In The Presence of God

presence of God richard rohrI often say that I find God in the wilderness.  Especially on a ledge overlooking mountain peaks, I can vouch that I find the presence of God there amidst the wind rustling the leaves like a subtle voice whispering my name.  The sound of the waves lapping the shore or the way snow falls softly upon bare branches without a soul in sight except my own basking in the luminescence of the divine.

While I’m not necessarily wrong about going to these places that I find sacred to find God, I realized that I wasn’t completely right either.  Instead of going there because that was the only place that God resided, it is instead that the environment gives me the serenity to be aware of the presence of God that was always there.  This is somehow comforting to me to know that God is there even when the background noise is too loud for me to notice.

Thomas Merton knew plenty of silence in his life at Gethsemani Abbey in the Kentucky wilderness.  That solace must have awoken his soul to a presence within that brought great comfort even amidst the background noise he experienced on his trips.  He noted also, however, that the silence was also disturbing:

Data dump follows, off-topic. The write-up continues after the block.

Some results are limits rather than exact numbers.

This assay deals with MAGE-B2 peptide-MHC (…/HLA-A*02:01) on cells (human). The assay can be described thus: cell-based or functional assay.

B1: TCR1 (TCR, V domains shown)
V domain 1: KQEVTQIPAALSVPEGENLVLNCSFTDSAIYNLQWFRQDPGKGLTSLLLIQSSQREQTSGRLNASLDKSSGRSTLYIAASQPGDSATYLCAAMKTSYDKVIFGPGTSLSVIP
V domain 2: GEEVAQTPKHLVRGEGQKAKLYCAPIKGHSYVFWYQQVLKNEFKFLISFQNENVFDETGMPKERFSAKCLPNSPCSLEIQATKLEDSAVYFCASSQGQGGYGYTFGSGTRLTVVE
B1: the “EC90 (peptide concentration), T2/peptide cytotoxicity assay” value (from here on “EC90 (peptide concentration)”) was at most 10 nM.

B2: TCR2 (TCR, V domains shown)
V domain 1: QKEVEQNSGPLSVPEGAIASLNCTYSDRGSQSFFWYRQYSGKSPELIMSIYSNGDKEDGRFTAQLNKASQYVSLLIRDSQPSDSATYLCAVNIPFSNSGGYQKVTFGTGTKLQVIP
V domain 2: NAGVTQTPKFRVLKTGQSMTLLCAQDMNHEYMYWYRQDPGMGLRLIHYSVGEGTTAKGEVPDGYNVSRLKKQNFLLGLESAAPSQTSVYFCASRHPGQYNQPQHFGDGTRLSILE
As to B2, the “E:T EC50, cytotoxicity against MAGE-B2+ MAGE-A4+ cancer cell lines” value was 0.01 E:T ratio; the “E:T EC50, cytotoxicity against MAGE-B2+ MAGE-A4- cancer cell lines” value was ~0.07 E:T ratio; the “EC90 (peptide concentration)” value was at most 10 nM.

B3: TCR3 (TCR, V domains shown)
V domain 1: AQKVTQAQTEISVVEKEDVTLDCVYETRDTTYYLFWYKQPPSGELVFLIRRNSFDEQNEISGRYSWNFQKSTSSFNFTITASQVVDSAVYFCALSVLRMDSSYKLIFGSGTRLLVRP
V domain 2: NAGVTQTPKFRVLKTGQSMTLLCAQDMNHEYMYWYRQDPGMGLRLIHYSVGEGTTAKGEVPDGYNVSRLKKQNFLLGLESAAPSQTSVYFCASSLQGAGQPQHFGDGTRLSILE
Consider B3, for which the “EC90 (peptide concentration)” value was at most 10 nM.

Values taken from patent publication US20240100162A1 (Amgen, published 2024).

There is a silent self within us whose presence is disturbing precisely because it is so silent: it can’t be spoken.  It has to remain silent.  To articulate it, to verbalize it, is to tamper with it, and in some way to destroy it.

Within that disturbing silence is God.  It is as Elijah experienced in 1 Kings 19 after he went up Mt. Horeb looking for God.  He experienced every natural disaster and still didn’t find God in the power of nature’s forces even in a large earthquake until, “after the earthquake a fire, but the Lord was still not in the fire; and after the fire a sound of sheer silence.”  There it was in the sheer sound of nothingness that he encountered the presence of God – not on the mountaintop, but already there within his own soul.

Silence is something that we don’t get enough of.  We feel obligated to constantly be doing something.  We judge ourselves to be ineffective if we aren’t keeping ourselves busy with work or helping others.  We seek out books and go on pilgrimages to find God and get discouraged when we “still haven’t found what [we’re] looking for.”  There is a glimpse of something beyond our comprehension that dwells within the realm of mystery, but we can’t quite put our finger on it.  And then finally, if we are lucky enough to stumble upon it or make sense of the mystery while not making any sense of it, we find out that we were trying to do the impossible.  We were never “able to attain the presence of God because we’re already totally in the presence of God.”  All we were missing was the awareness.

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